• Reply
    Nellie
    November 8, 2015 at 9:40 am

    Oh Lashawn, I’m so sorry. I completely understand that you worry about your moms health because having to be a caregiver to your spouse must be the hardest thing. Stay strong and hold on to the awesome moments (like when he says your name) as tightly as you can. Big hugs.

  • Reply
    Charlotte
    November 8, 2015 at 12:07 pm

    This hit home for so many reasons. My dad has been sick since 2007 and it is truly by God’s grace that he is still here with us, and I’m constantly on my mother, making sure that she’s taking care of herself, I don’t want to imagine life without her, but I know that it will eventually be a reality, I pray that she lives long enough to see my daughters grow and for God’s grace to keep her.

    My father in love was admitted to the hospital last week, and it’s been hard to deal with, and hard for my husband to deal with as well.

    Thanks for sharing your feelings, I’m sure that many of us feel this very way. Prayers going up for you and yours !

    xo

  • Reply
    K. Elizabeth (YUMMommy)
    November 8, 2015 at 1:30 pm

    It’s hard realizing that one day our parents won’t be here. I’ve definitely prioritized my mom’s health over my dads because I don’t have a relationship with him. And it’s hard for me to even fully wrap my mind around the fact that she’s getting older and older. My siblings and I are constantly on her to take care of herself considering her parents passed away in their 60s and two of my aunts passed away in their early 50s.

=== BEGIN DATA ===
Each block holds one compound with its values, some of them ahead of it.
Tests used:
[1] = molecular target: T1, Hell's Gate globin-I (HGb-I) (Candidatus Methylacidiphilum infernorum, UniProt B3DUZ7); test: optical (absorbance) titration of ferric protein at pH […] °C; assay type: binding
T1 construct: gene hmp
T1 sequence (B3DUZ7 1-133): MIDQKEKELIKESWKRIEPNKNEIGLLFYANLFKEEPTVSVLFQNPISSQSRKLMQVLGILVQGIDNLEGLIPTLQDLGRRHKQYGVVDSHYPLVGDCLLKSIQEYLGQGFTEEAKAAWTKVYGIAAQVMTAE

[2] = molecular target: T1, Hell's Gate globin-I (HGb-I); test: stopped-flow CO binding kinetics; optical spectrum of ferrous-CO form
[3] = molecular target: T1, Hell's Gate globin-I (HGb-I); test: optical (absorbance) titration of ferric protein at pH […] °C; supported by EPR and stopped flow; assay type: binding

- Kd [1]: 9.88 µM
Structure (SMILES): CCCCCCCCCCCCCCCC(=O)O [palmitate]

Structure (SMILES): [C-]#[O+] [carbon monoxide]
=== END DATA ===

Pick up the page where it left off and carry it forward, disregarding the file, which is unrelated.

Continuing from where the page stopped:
While none of us know how much longer we have left on Earth, I do know that I’m committed to making the most of it and spending more time with my loved ones whenever possible. Prayers to you and your family.

  • Reply
    Louida
    November 9, 2015 at 11:27 am

    I’m sorry girl, I know the pain because I lost my step-dad, he was only 52 years old. He raised me since I was 1 or 2 and when he passed away due to kidney failure in 2010, I felt like I couldn’t live anymore. I went into a deep depression. But I had to think of it this way, he was no longer suffering, I may wanted him to live forever but the condition he was in it wouldn’t be fair to him to continue to live that way.

    Unfortunately, I do not have a relationship with my mother but I’m glad I have one with my biological father and his wife.

  • Reply
    kita
    November 9, 2015 at 10:45 pm

    I have been to more funerals than weddings. My mother took me to many…I think she knew she was going to go away early because she kept telling me to not cry for her when she leaves she will be in a better place it’s her that will cry for me with the problems of this world. I don’t mind them going at an older age especially if they have lived their lives just keep them here long enough to see me through the middle ages.